Partial Highlights vs. Full Highlights: What to Know
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Partial Highlights vs. Full Highlights: What You Need to Know

25 October 2018
Close up of a woman's head with color being applied to section of hair on a foil

Emily Arata

Senior Editor,

25 October 2018

As an employee of L’Oréal, Emily works with celebrity stylists to make finding the right cut, color, or style easier than ever before. She's previously written for Allure, Elite Daily, and First We Feast.

If the idea of getting highlights makes you feel a little anxious, you’re not alone. The pressure to choose a secondary shade that blends perfectly into the color scheme you’ve already got going on, to make sure you’re choosing the right kind, and to maintain them—it’s a lot.

Don’t panic. Highlights, whether they’re partial highlights or full, are universally flattering. No colorist in the world is going to let you choose a hideous color without saying something.

Still, deciding between partial and full highlights is a choice you’ll have to make on your own. No worries, because we’re about to deep dive into both techniques to help you make the most educated decision on the subject.

What are partial highlights?

Now that you know why highlights are important, we can break down the techniques involved. As the name suggests, partial highlights only cover a section of your hair.

“The only difference in application between a full highlight and a partial highlight is the area covered,” VanFleet says. “A partial is usually concentrated around the face and part line.”

Instead of bold, bright color, you’ll be left with subtle and gradual light pieces. The service will most likely cost less than a full head of highlights, and take half the time to complete.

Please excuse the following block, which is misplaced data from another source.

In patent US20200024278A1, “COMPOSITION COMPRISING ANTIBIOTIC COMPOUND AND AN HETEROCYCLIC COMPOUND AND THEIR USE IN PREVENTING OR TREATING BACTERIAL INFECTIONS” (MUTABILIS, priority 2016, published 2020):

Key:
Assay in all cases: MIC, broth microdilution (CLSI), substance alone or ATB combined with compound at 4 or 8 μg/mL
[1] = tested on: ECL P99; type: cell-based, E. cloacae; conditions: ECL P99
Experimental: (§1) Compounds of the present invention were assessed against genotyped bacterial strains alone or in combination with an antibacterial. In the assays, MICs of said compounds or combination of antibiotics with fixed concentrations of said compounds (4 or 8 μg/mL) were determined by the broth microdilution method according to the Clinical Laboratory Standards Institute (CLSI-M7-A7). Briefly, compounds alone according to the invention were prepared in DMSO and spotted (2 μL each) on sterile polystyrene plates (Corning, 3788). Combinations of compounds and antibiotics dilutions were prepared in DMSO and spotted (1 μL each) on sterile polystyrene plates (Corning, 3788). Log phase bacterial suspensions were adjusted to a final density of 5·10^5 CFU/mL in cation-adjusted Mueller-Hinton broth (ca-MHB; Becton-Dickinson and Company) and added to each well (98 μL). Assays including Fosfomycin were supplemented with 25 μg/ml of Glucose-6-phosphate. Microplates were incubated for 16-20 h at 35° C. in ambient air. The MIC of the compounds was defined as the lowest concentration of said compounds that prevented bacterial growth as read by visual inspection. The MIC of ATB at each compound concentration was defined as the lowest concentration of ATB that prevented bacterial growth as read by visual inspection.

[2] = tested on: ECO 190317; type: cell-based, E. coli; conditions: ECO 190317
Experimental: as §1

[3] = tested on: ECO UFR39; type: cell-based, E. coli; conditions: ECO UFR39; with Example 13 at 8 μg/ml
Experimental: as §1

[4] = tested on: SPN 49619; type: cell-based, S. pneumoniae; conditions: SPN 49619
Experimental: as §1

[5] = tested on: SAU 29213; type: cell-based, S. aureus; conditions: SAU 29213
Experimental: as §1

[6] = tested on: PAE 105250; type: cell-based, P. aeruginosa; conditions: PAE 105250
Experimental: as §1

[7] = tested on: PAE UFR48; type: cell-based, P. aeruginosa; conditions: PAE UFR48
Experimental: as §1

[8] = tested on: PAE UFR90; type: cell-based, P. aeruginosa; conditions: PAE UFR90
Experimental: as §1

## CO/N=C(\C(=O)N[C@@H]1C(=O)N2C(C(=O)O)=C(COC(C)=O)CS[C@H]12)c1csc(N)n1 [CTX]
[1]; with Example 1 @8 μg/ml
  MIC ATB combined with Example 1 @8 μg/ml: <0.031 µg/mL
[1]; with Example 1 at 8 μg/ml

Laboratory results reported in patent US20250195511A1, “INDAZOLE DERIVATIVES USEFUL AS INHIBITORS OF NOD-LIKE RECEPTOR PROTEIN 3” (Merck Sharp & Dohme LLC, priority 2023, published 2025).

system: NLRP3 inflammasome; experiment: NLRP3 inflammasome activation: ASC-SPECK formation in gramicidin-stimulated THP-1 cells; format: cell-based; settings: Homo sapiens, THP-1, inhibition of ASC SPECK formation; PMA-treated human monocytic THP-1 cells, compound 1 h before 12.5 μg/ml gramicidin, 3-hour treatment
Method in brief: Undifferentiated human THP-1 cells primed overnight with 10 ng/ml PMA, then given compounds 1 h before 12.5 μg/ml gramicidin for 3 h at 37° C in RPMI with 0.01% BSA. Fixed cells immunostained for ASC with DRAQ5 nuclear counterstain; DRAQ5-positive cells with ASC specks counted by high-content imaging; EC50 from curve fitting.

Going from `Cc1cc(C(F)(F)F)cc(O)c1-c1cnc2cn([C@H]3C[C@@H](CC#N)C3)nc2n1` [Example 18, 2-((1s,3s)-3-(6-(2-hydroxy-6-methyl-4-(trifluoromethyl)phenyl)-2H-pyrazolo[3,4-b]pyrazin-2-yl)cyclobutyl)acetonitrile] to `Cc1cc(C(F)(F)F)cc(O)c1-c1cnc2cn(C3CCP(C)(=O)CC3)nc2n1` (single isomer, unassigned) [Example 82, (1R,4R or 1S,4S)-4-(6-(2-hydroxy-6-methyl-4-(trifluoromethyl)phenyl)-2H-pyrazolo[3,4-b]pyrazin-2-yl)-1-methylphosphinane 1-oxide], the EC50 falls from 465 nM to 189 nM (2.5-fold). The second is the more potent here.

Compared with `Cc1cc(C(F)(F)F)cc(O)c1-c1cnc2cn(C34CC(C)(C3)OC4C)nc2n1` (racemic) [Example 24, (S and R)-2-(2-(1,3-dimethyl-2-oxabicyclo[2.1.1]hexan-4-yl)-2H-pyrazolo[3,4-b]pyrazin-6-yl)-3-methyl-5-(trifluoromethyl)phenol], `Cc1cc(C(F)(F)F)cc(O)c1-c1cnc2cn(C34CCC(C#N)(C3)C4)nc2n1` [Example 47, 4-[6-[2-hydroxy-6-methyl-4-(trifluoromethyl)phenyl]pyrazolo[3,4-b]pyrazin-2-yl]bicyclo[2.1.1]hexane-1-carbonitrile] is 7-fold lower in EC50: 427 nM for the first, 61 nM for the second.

“The downside [of partial highlights] is that what you gain in time saved, you lose in impact,” the hair pro notes. “However, if you want to simply maintain your current color, focus the highlights in a specific area—like around your face—or are trying highlights for the first time, then a partial application may be the best choice for you.”

In other words: Partial highlights are primarily a way to transition into the world of accent hair colors.

What’s the smartest way to keep highlights looking their best?

Like all hair color, highlighted strands can become (in VanFleet’s words) “dull and dingy” within a matter of a few days—particularly if they’re blonde. VanFleet conjures up the image of a white linen shirt being worn around a city as a metaphor. Pollution and grit will sit on the surface, making the fabric less white with every passing day. You’ll definitely plan to add bleach before throwing it in the wash.

When it comes to blonde strands, the bleach equivalent is a deep, cleansing wash. From the L’Oréal portfolio of brands, VanFleet adores Redken Hair Cleansing Cream Shampoo and the brand’s new Clean Maniac Micellar Clean-Touch Shampoo.

“[Clean Maniac] is silicone- and sulfate-free, provides a UV filter, Neofresh technology to repel odor (like smoke), and gently washes away dirt, grit, pollution, product build-up, and excess oils,” she explains. “Clean Maniac is good for daily use and the Hair Cleansing Cream is more suited for the occasional deep clean. Pairing these with the Blonde Idol Custom Tone Violet Conditioner is the fail-safe way to keep your blonde salon fresh for week.”

If shampoo and conditioner aren’t cutting it, VanFleet advises talking to your colorist about a new highlight color. Keeping the shade fresh will help you love your ‘do just a little bit more.

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